decorations, flowers, and so forth. Everything was organized, and I could always put my hands on whatever was needed.”

–Rosemary Schmelkin, Rye Brook

 

 “Rehearsal dinners can often turn into mini-weddings,
especially if you have a lot of out-of-town guests. For my oldest daughter’s wedding we had a separate barbecue, where the out-of-town guests who were not involved with the wedding got to meet each other in an informal, relaxed way.
Then we had the rehearsal dinner for just the wedding party.”

–Carol Roye, Pleasantville

 

“Consider having live plants at the reception instead of flowers. It costs less, and guests can take them home.”

–Jean Nonna, Pleasantville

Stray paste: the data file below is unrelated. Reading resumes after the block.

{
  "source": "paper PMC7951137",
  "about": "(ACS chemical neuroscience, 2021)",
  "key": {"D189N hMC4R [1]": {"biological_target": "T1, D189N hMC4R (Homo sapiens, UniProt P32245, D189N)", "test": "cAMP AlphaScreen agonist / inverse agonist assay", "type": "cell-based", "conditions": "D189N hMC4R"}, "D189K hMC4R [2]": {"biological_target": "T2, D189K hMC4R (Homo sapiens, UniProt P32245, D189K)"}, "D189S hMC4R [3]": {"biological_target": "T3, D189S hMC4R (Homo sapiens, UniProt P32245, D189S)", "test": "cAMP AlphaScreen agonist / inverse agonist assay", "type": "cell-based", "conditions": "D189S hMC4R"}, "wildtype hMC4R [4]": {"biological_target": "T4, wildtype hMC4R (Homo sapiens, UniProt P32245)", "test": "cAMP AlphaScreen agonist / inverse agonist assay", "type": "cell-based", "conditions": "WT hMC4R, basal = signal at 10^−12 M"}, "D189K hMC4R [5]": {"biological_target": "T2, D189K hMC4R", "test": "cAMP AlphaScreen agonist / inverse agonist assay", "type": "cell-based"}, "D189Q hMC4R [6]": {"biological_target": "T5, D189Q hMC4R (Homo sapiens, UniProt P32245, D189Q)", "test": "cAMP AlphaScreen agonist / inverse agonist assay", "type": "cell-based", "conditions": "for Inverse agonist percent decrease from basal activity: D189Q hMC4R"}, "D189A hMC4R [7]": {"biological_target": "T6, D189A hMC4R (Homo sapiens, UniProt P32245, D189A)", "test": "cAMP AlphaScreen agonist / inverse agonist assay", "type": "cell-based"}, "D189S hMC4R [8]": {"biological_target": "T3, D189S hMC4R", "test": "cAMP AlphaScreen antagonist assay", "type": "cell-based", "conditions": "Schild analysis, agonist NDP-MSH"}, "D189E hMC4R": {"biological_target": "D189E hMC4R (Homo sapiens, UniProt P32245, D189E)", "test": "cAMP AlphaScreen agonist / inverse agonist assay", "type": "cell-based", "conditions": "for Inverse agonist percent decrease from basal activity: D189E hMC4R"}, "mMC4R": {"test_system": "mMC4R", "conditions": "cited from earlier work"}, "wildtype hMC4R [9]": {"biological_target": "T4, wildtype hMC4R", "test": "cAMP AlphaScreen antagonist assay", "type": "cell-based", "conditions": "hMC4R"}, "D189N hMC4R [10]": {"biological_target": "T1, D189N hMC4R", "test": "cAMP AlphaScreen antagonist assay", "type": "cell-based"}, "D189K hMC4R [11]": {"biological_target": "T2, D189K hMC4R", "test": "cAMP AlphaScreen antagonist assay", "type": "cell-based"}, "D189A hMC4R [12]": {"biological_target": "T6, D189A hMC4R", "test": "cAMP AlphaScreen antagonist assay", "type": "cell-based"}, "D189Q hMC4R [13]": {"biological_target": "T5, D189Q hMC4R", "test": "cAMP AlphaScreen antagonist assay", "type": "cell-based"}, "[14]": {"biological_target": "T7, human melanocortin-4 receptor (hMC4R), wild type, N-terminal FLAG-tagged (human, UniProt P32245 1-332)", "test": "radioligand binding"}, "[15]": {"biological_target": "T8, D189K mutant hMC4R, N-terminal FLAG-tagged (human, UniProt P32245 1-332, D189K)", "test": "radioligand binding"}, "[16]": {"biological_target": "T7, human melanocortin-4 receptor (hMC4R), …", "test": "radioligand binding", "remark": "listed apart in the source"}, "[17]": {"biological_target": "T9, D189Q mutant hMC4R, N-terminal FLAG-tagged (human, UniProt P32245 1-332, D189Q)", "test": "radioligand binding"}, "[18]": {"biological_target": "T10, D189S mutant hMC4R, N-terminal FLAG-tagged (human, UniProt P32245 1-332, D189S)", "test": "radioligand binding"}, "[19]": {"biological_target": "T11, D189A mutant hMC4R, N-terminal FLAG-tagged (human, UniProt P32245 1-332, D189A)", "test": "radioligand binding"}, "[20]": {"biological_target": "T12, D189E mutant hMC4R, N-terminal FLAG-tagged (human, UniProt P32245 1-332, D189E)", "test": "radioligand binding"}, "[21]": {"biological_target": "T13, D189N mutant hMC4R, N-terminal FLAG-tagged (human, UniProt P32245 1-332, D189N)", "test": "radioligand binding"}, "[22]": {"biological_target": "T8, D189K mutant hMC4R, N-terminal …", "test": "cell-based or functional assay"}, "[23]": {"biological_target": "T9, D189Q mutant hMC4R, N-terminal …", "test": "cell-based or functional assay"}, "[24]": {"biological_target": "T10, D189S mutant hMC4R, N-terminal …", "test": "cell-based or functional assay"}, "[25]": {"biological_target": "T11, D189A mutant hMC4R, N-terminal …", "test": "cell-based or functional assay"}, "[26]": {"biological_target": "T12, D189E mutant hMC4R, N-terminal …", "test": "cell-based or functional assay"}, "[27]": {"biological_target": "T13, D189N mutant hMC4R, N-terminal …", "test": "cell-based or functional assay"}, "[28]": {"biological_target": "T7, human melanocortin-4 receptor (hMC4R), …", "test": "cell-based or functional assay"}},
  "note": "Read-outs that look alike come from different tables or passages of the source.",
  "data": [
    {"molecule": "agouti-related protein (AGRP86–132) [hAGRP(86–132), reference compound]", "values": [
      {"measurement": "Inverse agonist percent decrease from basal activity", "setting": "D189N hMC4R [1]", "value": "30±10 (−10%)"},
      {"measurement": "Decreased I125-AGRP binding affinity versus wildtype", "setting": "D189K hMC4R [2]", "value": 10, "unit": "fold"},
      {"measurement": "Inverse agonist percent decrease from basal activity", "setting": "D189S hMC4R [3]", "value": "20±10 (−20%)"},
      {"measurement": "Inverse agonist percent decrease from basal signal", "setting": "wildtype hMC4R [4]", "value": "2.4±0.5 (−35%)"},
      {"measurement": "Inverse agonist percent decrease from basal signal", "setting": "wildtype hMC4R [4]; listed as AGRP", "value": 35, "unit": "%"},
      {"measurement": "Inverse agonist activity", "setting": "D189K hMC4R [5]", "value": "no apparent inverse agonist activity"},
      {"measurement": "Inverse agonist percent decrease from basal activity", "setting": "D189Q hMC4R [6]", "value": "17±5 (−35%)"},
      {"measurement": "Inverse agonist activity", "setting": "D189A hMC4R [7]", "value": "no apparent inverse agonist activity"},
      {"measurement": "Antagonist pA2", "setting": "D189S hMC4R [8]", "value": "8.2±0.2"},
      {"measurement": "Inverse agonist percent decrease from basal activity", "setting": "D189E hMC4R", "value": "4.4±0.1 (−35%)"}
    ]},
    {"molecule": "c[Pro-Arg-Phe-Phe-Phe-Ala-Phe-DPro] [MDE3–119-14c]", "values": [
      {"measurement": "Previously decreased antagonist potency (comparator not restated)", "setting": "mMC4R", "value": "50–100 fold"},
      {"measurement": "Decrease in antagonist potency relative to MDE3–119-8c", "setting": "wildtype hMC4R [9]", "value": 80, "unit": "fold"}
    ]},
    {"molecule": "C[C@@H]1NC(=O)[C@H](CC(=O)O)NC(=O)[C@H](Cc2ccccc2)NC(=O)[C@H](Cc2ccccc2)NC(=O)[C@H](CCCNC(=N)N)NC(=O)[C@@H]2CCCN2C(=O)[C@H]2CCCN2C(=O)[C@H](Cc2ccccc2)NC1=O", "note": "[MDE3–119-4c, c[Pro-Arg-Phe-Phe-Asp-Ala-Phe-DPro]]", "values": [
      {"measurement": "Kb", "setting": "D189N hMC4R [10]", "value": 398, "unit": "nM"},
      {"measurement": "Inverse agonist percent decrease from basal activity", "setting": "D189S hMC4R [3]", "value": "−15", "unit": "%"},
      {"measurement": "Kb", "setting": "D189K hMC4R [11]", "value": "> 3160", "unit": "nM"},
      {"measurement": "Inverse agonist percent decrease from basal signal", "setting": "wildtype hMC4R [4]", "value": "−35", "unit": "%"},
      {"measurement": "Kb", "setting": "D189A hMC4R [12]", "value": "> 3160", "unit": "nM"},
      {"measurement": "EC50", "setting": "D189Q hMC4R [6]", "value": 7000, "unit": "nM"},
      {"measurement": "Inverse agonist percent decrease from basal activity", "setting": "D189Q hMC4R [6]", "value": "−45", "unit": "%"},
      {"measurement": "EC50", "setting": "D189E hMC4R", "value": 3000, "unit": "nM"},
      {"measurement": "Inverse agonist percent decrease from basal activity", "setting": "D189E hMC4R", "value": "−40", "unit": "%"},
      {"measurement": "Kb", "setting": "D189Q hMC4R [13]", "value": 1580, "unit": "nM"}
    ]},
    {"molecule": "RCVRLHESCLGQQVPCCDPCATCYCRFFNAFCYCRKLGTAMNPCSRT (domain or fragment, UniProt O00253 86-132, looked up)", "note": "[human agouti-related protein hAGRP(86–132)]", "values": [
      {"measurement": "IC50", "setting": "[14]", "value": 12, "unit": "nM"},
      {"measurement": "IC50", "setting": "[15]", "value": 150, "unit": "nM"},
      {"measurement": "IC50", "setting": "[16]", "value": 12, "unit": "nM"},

“If you’re giving a speech, bring an extra copy and give it to someone in case you lose yours. You would not believe how easy it is to misplace your speech or spill something on it.”

–Rosemary Schmelkin

 

 “Encourage the couple to add personal touches to make the wedding ‘theirs.’ My daughter is very family-oriented, so we looked through our family’s photographs to find all kinds of wedding pictures, had them framed together, and placed them in the living room lobby of the reception area. They were a big hit, and we have so many great memories of the unhurried time we had together as we looked for them!” –Barbara Laufer, Rye Brook

 

 

Pleasantville resident Rosemary Black is the food editor at the New York Daily News.